The Digital Journalist
Nuts & Bolts
December 2004

by Bill Pierce

Street photography has always been the province of small and less attention-grabbing cameras. In the early days of 35mm, those who felt those little cameras couldn't be trusted opted for Rolleis rather than sheet film cameras. When 35mm took over, rangefinders became the cameras of choice as SLRs grew larger and larger. And when point-and-push cameras with top optics and mechanics appeared, a number of photographers quietly switched to them - producing "professional" pictures with "amateur" cameras.

But the digital photographer looking for similar small cameras is often told that the non-SLR, "prosumer" digital cameras don't have the image quality for serious "professional" work. Nonsense!!!

I routinely print uncropped images from two "prosumer" cameras, the Leitz Digilux II and the Canon Powershot Pro 1, on 11x14- and 13x19-inch paper. When I show these prints, they are usually mixed with prints of the same size from larger digital SLRs. No one, including other photographers, notices the technical differences. They are there if you look for them in large, matched comparison prints. But they are simply not significant in street photography. They are not significant in film photography, and they are not significant in digital photography. If they were, my neurologist would be a better photographer than Cartier-Bresson, Frank and Erwitt.

That is not to say that the small digital cameras do not have specific problems. The small sensor (the equivalent of the 28mm lens on a 35mm camera is a 7.5 mm lens) can produce a "noisy" image at higher film speeds. That means shooting at an EI equivalent of 50 or 100 for the best results. In fact, one of my objections to the Digilux is that the lowest equivalent is 100. The Canon Powershot lets me shoot at 50.

If that sounds strange, remember that many of us grew up shooting color photojournalism with Kodachromes of 25 and 64. You learned a lot about holding cameras steady, but you sold more pictures than the folks who were using High-Speed Ektachrome. Still, when I'm shooting in the subway or underground, and need a film speed of 1600, I'm back to film in a point-and-push. But, fortunately, most street photography occurs above ground.

The other problems faced by users of these "prosumer" digital cameras is the delay between pushing the button and taking the picture. With some cameras used improperly, it can take almost two seconds between the time you start the process and the time the shutter goes off. That is horrifying. Used this way, these cameras don't take pictures; they make guesses. It's sort of the "Indecisive Moment - maybe."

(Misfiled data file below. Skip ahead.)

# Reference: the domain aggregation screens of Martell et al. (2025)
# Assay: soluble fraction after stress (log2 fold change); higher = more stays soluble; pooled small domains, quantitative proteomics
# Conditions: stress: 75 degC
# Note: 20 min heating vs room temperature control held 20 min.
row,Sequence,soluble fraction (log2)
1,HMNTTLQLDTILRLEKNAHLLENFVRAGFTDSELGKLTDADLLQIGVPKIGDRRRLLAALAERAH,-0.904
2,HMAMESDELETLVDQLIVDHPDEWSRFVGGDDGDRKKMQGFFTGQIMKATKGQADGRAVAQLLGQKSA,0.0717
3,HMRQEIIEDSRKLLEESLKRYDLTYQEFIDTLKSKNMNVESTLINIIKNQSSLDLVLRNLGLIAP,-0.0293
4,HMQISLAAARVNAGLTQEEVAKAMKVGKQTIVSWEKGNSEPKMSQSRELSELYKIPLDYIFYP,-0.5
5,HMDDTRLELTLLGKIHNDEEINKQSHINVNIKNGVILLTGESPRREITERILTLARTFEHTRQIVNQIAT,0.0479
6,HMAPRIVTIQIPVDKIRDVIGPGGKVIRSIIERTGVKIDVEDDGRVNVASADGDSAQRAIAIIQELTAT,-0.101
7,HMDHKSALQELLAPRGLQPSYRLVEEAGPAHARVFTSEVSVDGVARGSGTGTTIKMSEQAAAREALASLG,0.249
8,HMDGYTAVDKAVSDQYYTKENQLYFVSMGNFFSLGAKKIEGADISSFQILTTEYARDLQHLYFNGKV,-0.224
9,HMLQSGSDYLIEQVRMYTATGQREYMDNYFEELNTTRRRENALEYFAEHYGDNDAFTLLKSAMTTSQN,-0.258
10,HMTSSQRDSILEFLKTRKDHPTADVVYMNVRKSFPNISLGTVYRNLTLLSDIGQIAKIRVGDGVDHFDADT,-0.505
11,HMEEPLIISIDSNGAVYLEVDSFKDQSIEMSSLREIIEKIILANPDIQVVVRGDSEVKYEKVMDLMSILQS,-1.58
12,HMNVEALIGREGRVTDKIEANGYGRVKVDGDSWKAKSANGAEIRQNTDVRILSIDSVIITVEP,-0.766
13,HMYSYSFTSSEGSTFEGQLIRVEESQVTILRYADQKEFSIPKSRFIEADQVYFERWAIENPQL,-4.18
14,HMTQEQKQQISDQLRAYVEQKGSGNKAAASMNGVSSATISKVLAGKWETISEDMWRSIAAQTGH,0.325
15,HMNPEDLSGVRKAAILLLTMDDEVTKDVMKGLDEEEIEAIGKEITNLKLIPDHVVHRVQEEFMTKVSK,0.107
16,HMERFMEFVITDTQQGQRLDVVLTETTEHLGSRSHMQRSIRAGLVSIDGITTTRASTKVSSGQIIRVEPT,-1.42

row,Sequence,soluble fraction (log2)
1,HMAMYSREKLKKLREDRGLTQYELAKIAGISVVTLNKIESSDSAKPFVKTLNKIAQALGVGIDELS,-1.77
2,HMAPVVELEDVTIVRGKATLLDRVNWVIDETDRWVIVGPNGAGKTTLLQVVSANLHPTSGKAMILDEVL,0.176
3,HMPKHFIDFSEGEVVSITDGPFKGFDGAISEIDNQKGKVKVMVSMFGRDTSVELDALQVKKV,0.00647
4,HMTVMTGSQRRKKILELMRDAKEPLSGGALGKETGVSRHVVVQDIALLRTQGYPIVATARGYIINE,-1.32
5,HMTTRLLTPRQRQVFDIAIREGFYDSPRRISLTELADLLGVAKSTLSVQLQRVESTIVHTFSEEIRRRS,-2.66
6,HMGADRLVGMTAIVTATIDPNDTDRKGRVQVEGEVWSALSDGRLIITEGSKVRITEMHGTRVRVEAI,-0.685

While the delay situation seems to be improving with each generation of digital point-and-push, there are steps that always need to be taken.

Most of the automatic camera settings are made when the shutter button is depressed halfway. In any picture-taking situation, make sure that step is taken well in advance of the final push and click.

A great deal of that initial lag is taken up in auto focusing. Most of the time, when I'm shooting on the street, I have preset a manual focusing distance. That's true whether I'm shooting film or digital, rangefinder, SLR or point-and-push. Regardless of how you choose to focus, there just isn't time on the street to see a possible picture, focus and, then, take the picture. Prefocus, prefocus, prefocus.

Having done that, check out the various exposure modes (program, f/stop priority, manual) to see if one of them minimizes the delay. If it turns out to be manual, don't worry too much. Remember, considerably more great street pictures have been taken on manual than program. And we don't call those less-than-perfect exposures mistakes; we call them individual, creative decisions. Have you noticed that since totally automatic cameras appeared, a lot of photographs have started to look alike? Should we be crediting the camera rather than the photographer? "Photo by Canon 10D" or "Copyright Leitz Digilux II, 2004."

I think that I have the shooting delays on my systems down to about a tenth or eighth of second. It's not something I have set out to measure. But, taking the above precautions, I have no more action-timing problems than I had with the earliest film SLRs or some of today's film SLRs in their most automated modes. I'm seeing too much good candid photography with small digital cameras to think that my opinion is the blind spot of someone who shot sports with a Visoflex.

A friend of mine, working on a book that is essentially street photography, added a Digilux to this camera bag (Leica M7, Rolleiflex) for the last few trips he made to shoot pictures. Now that the layout is done, he discovers that 35 percent to 40 percent of the selects were made with the digital. By the way, while he was shooting, each night he was sending the digital images to his art director for review. Quite often his books result in exhibitions. We'll be looking at film and digital photography side by side on both book pages and walls. It will be interesting to see viewers' reactions. I seriously doubt if they will have anything to do with what kind of camera took the picture. I'll let you know.

When I'm shooting in the subway or underground, and need a film speed of 1600, I'm back to film in a point-and-push.

Fortunately, most street photography occurs above ground.

© Bill Pierce
Contributing Writer